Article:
(AP)

Chris Christie blames his wife for Donald Trump's decision not to hire him

The New Jersey governor is insisting he hasn't been spurned by Trump


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Matthew Rozsa
January 20, 2017 12:05AM (UTC)

New Jersey Gov. Chris Christie, who reportedly was rejected numerous times by President-elect Donald Trump is saying that he wasn't spurned — he just wasn't planning on moving to Washington. And for that, he blamed his wife, Mary Pat Christie.

"He didn't offer me a job that I thought was exciting enough for me to leave the governorship, and my family," Christie said Wednesday morning on New York sports radio station WFAN.  "Because Mary Pat made really clear she wasn't coming to D.C."

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Carton responded, "You would have had to given at least a two-year commitment to be there?"

"Correct," said Christie.

This isn't the first time that Christie has tried to put a gloss on his fall from grace. One New Jersey Republican insider told Politico last week that Christie is "one who feels that there will be a good amount of turnover, and so Trump will be looking for a range of different people and talents as time goes on."

In fact, Christie's chances of ever returning to Trump's inner circle are uncertain. For one thing, Christie is allegedly loathed by Trump's trusted son-in-law Jared Kushner, whose father Christie managed to send to prison when he was a U.S. Attorney. Kushner reportedly played a key role in Trump choosing Mike Pence instead of Christie for the vice presidency and for getting Christie fired from the transition team. Additionally, Christie's approval ratings in New Jersey are at an all-time low of 18 percent, due in large part to the lingering fallout from the Bridgegate scandal. To add insult to injury, Trump hired a Christie aide fired during over the scandal.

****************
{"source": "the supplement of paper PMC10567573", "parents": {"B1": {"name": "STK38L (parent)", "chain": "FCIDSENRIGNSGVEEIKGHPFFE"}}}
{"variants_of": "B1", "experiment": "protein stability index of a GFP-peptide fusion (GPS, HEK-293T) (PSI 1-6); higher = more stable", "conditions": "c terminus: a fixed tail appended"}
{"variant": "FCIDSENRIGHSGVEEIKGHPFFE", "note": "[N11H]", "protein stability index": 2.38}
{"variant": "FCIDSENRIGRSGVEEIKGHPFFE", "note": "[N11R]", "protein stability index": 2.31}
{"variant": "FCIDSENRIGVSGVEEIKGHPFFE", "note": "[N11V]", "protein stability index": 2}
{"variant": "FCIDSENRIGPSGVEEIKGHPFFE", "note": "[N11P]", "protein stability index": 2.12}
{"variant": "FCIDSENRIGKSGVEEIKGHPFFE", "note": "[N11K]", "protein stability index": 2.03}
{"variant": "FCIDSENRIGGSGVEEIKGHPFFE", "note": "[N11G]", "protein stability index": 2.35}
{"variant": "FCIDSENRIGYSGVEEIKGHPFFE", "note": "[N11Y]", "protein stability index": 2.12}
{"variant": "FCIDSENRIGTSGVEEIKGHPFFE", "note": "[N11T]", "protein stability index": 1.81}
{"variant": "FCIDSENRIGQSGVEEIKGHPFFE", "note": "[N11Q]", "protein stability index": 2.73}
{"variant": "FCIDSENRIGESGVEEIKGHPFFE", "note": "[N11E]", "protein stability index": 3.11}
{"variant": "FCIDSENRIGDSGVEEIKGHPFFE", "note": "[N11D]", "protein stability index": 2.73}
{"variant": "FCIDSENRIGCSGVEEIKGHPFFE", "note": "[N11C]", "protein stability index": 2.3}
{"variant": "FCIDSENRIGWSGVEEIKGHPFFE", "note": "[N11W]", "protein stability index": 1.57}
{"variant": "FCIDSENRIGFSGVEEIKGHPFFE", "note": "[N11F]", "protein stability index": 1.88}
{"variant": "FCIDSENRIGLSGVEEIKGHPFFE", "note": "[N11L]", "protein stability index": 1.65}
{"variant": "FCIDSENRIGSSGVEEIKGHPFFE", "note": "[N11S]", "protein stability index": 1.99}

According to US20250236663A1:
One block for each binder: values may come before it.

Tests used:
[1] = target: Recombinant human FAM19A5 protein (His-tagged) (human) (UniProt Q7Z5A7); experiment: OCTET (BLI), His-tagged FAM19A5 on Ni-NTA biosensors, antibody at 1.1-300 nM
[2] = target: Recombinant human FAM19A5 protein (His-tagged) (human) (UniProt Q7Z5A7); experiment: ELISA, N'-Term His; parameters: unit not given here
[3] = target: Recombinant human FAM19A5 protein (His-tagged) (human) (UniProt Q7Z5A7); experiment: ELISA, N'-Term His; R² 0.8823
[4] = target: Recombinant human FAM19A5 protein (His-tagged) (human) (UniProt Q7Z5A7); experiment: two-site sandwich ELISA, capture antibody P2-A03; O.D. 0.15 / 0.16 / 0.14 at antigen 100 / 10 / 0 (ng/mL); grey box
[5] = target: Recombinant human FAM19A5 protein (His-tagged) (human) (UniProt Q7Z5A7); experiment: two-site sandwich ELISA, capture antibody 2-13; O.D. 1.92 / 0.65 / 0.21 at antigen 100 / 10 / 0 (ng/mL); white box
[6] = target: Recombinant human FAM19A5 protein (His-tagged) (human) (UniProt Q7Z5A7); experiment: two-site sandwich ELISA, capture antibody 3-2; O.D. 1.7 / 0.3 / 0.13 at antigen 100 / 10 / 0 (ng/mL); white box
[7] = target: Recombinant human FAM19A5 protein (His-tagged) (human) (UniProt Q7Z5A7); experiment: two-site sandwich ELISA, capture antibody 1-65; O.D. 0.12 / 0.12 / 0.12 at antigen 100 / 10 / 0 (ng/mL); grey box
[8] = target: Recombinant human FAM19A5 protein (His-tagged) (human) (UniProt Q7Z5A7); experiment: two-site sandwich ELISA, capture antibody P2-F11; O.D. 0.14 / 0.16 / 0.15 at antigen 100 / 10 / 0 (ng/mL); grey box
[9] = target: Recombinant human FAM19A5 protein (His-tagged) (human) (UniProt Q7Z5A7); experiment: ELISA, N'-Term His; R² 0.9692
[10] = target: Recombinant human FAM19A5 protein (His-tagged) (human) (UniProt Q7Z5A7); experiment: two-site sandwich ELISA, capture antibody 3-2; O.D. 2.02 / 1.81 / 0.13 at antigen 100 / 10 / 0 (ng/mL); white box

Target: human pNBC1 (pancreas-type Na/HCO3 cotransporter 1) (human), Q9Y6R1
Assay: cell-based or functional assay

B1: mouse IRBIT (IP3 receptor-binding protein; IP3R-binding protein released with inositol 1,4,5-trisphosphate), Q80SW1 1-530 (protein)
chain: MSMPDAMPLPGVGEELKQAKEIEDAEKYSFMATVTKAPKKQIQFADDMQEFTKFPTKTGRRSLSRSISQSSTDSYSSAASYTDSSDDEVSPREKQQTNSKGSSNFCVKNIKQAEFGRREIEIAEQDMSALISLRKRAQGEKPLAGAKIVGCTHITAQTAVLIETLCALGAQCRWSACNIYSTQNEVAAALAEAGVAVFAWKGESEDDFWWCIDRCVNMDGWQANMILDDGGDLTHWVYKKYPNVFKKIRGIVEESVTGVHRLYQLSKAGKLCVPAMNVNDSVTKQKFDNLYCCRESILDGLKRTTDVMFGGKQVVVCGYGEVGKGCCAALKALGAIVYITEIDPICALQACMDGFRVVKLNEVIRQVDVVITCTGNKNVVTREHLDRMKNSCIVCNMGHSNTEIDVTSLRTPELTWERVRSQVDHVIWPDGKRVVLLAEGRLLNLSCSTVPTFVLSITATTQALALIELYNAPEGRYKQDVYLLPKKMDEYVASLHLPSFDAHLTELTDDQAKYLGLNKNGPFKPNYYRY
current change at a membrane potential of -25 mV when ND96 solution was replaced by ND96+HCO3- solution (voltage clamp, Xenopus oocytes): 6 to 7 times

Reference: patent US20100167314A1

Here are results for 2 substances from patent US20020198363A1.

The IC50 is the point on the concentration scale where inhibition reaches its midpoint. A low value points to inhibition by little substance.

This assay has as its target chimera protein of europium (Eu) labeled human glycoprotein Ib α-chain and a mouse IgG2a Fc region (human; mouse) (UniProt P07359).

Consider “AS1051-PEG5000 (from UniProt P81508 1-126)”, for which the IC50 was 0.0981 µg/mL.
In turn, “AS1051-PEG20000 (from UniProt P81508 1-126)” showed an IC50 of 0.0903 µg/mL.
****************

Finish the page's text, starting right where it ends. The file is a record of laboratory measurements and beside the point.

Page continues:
At this point, his only hope is that Trump follows through on a comment he made to The Wall Street Journal on Friday. After stating that "at some point we’re going to do something with Chris," Trump added, "don’t forget, we have a lot of positions . . . There are a lot of positions and the positions come up again. Because when they’re filled, somebody stays for eight years, somebody stays for two years, you never know. But we’ll be involved with Chris. Chris is a friend of mine. Chris is a great guy."

Of course, given Trump's notoriously fickle and transactional nature, this statement may not mean much until an actual job offer is tendered.

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Matthew Rozsa

Matthew Rozsa is a breaking news writer for Salon. He holds an MA in History from Rutgers University-Newark and is ABD in his PhD program in History at Lehigh University. His work has appeared in Mic, Quartz and MSNBC.

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Chris Christie Donald Trump Jared Kushner

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